Systematic Approach for Investigation
For every investigation, the team of investigators must proceed in a systematic manner. Before an investigation takes place, the team goes through a phase known as the "preparation phase." This phase involves a briefing of the crime and what activities took place, as well as what is at the crime scene. During the preparation phase, an investigator gathers materials that will be necessary to perform a thorough investigation of the crime scene. If a search warrant is necessary, the investigator will obtain one during this phase detailing what they are looking for at the scene of the crime as well as what will be examined. Developing a strategic plan for investigation is also necessary in this phase before the actual investigation occurs. (FBI website, 2000)
Next, the team will arrive at the crime scene and secure the area. The investigators enclose the crime scene perimeter with crime scene tape and guards. Securing the area also involves noting each investigator who enters into the crime scene as an attempt to eliminate the contamination of evidence which may occur. The arriving team must also determine if the area is safe for examination. (FBI website, 2000; pp. 22-23)
Next, the investigators will survey the area and determine what evidence will be collected and viewed during the investigation. The investigators evaluate the crime scene and create a plan to search all of the evidence on the scene. They then evaluate all of the electronics found at the scene including computers, cameras, mobile phones, and other devices to determine what equipment is needed to examine the devices. They will collect the names and statements from all individuals at the scene of the crime. (FBI website, 2000; pp. 22)
Before a thorough investigation takes place, the team of investigators must document all items found at the scene. They most take photographs of the crime scene which cover all areas of the perimeter, and create a hand drawn map of the crime scene indicating where each piece of evidence was placed at the crime scene. When taking each photograph, the investigators must document all items found within each photograph. Every visible aspect of the crime scene should be noted for future evaluations. Recording everything at the crime scene is extremely important for future evaluations including reexamining the crime scene as well as testimony in court. Once the scene is thoroughly documented, the investigation can begin. (FBI website, 2000; pp. 22-23)
Shut down all devices which may interfere with the crime scene investigation. Turn off devices such Bluetooth and the investigators personal radios, mobile devices, and disable all communication on running devices. This is done to prevent future communication actions from recording over the information currently on the device. (USDOJ, 2008; pp. 8-10)
Once all communication is disabled, it is time to collect the evidence at the scene. Because the scenario given is one where the computer is on, it is recommended to create a digital copy of the computer to prevent losing valuable information once the computer is turned off. During the collection process, it is important to continue documenting every piece of evidence as it is collected in order to pick it out in the future for investigation or presentation purposes. If a device is turned off, it can be collected in an evidence container and brought to a secured workshop for evaluation. If an investigator determines it is important to bring the information back to the workshop to evaluate, they must check the device for any malicious software before securing it for evidence. Small storage media devices should be logged and collected for investigation in a work shop. Once all evidence is placed in secure evidence containers, it must be transported to the headquarters location and placed in evidence storage. Some evidence collected may be easily-damaged, so it is important to take every measure possible to secure each piece of evidence and handle each piece with care. (USDOJ, 2008; pp. 8-10)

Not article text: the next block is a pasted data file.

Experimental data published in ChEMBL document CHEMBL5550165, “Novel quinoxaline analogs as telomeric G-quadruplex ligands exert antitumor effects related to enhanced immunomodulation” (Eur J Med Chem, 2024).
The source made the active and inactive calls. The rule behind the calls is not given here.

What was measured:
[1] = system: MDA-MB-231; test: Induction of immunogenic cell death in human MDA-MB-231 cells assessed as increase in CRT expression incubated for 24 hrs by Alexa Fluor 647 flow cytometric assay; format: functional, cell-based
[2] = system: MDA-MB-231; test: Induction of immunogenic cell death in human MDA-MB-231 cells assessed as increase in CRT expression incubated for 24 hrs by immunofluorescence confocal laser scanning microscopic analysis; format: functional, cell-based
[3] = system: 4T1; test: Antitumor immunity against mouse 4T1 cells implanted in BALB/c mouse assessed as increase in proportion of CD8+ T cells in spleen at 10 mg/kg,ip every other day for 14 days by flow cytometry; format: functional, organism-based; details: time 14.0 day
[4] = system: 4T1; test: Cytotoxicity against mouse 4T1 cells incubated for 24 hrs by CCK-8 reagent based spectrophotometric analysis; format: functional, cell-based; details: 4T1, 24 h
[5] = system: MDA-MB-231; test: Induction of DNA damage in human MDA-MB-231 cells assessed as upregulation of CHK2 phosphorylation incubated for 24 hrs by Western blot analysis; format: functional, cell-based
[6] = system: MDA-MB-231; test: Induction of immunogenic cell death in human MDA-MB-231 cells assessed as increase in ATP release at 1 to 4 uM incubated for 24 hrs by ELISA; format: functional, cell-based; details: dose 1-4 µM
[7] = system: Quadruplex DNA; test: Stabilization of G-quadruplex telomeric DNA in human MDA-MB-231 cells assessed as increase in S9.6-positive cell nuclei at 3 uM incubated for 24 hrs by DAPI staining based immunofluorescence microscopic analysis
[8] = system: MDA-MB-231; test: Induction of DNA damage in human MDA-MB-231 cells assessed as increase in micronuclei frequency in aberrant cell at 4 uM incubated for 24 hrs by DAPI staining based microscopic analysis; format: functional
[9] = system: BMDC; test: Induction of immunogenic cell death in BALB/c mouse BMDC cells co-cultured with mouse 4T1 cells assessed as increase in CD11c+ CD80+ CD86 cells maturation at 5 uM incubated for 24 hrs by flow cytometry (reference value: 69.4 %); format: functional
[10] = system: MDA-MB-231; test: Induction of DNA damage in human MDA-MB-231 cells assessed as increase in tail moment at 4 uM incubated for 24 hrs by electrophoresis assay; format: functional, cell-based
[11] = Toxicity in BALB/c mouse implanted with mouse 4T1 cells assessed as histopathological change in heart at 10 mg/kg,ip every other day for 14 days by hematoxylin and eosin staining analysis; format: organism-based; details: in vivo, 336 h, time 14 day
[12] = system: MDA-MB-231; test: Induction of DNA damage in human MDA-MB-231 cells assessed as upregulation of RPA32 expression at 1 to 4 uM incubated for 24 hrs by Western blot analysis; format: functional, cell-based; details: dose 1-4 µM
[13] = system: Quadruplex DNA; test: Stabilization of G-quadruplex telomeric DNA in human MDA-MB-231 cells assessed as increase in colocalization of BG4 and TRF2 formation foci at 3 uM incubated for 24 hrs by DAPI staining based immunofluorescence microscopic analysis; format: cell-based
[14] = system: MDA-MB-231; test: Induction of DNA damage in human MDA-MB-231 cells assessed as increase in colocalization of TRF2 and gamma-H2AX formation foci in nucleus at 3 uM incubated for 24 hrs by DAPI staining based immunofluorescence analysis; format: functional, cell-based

After all evidence is collected and preserved, it must be examined. This is the point where forensic investigators go through all of the evidence and extract appropriate information for the case. During the phase of examination, it is important to document thoroughly each step taken and all programs and procedures used throughout the process. The analysis of the examination will then take place as thorough review of the technical information. This includes an analysis of the hidden data, extracted files analysis; analyze the timeframe of each file installation, access and use as well as an analysis of the applications used on the device. The analysis report should be so thorough that any investigator can open up the report and perform the exact same process completed and uncover all of the same data and information. (National Institute of Justice, 2004)
FBI website. (2000) Crime Scene Investigation: A Guide for Law Enforcement. Retrieved Feb.
11, 2012 from http://www.fbi.gov/about-us/lab/forensic-science-communications/fsc/april2000/twgcsi.pdf
U.S. Department of Justice (2008) Electronic Crime Scene Investigation. Retrieved Feb. 11,
2012 from https://www.ncjrs.gov/pdffiles1/nij/219941.pdf
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